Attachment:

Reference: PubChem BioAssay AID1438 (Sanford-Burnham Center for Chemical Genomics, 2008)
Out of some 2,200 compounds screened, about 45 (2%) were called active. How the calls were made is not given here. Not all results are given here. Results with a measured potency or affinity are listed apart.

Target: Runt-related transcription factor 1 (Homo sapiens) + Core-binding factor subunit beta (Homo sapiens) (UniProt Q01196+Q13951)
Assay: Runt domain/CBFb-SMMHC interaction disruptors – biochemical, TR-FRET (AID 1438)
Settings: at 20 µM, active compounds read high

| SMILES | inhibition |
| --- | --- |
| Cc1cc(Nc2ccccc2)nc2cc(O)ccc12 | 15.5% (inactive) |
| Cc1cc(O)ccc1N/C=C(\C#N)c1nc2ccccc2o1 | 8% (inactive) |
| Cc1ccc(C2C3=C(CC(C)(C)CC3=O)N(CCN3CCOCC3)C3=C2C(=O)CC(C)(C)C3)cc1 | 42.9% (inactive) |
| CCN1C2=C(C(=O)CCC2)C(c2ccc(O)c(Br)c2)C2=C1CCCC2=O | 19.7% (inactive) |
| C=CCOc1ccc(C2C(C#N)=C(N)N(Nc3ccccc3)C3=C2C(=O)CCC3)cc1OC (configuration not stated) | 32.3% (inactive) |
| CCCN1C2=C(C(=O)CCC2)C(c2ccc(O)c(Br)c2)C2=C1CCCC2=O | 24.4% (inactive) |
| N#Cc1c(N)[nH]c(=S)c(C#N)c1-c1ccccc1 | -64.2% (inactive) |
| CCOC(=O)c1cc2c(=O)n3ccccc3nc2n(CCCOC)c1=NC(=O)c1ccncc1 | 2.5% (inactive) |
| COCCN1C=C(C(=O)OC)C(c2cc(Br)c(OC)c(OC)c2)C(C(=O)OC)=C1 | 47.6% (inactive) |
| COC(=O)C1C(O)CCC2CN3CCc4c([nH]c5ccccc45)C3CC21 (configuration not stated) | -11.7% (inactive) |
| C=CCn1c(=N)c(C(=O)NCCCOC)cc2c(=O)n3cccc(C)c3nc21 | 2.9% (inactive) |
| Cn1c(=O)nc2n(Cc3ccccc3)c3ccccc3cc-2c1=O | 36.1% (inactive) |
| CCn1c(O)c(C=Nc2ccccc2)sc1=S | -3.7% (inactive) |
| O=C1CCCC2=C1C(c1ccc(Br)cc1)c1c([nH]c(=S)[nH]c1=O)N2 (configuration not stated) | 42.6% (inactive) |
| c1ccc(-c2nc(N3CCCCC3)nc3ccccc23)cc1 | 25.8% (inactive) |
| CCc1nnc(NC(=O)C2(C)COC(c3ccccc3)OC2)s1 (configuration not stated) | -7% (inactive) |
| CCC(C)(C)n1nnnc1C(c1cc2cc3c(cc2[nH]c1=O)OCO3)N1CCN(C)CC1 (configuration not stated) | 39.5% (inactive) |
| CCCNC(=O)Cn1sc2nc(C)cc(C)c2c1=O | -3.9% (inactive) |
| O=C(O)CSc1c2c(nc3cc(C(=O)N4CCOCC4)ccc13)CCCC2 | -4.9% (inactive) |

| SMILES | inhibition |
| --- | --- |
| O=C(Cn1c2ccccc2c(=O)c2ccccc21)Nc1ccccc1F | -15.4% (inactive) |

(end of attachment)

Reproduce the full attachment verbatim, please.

Reference: PubChem BioAssay AID1438 (Sanford-Burnham Center for Chemical Genomics, 2008)
Out of some 2,200 compounds screened, about 45 (2%) were called active. How the calls were made is not given here. Not all results are given here. Results with a measured potency or affinity are listed apart.

Target: Runt-related transcription factor 1 (Homo sapiens) + Core-binding factor subunit beta (Homo sapiens) (UniProt Q01196+Q13951)
Assay: Runt domain/CBFb-SMMHC interaction disruptors – biochemical, TR-FRET (AID 1438)
Settings: at 20 µM, active compounds read high

| SMILES | inhibition |
| --- | --- |
| Cc1cc(Nc2ccccc2)nc2cc(O)ccc12 | 15.5% (inactive) |
| Cc1cc(O)ccc1N/C=C(\C#N)c1nc2ccccc2o1 | 8% (inactive) |
| Cc1ccc(C2C3=C(CC(C)(C)CC3=O)N(CCN3CCOCC3)C3=C2C(=O)CC(C)(C)C3)cc1 | 42.9% (inactive) |
| CCN1C2=C(C(=O)CCC2)C(c2ccc(O)c(Br)c2)C2=C1CCCC2=O | 19.7% (inactive) |
| C=CCOc1ccc(C2C(C#N)=C(N)N(Nc3ccccc3)C3=C2C(=O)CCC3)cc1OC (configuration not stated) | 32.3% (inactive) |
| CCCN1C2=C(C(=O)CCC2)C(c2ccc(O)c(Br)c2)C2=C1CCCC2=O | 24.4% (inactive) |
| N#Cc1c(N)[nH]c(=S)c(C#N)c1-c1ccccc1 | -64.2% (inactive) |
| CCOC(=O)c1cc2c(=O)n3ccccc3nc2n(CCCOC)c1=NC(=O)c1ccncc1 | 2.5% (inactive) |
| COCCN1C=C(C(=O)OC)C(c2cc(Br)c(OC)c(OC)c2)C(C(=O)OC)=C1 | 47.6% (inactive) |
| COC(=O)C1C(O)CCC2CN3CCc4c([nH]c5ccccc45)C3CC21 (configuration not stated) | -11.7% (inactive) |
| C=CCn1c(=N)c(C(=O)NCCCOC)cc2c(=O)n3cccc(C)c3nc21 | 2.9% (inactive) |
| Cn1c(=O)nc2n(Cc3ccccc3)c3ccccc3cc-2c1=O | 36.1% (inactive) |
| CCn1c(O)c(C=Nc2ccccc2)sc1=S | -3.7% (inactive) |
| O=C1CCCC2=C1C(c1ccc(Br)cc1)c1c([nH]c(=S)[nH]c1=O)N2 (configuration not stated) | 42.6% (inactive) |
| c1ccc(-c2nc(N3CCCCC3)nc3ccccc23)cc1 | 25.8% (inactive) |
| CCc1nnc(NC(=O)C2(C)COC(c3ccccc3)OC2)s1 (configuration not stated) | -7% (inactive) |
| CCC(C)(C)n1nnnc1C(c1cc2cc3c(cc2[nH]c1=O)OCO3)N1CCN(C)CC1 (configuration not stated) | 39.5% (inactive) |
| CCCNC(=O)Cn1sc2nc(C)cc(C)c2c1=O | -3.9% (inactive) |
| O=C(O)CSc1c2c(nc3cc(C(=O)N4CCOCC4)ccc13)CCCC2 | -4.9% (inactive) |

| SMILES | inhibition |
| --- | --- |
| O=C(Cn1c2ccccc2c(=O)c2ccccc21)Nc1ccccc1F | -15.4% (inactive) |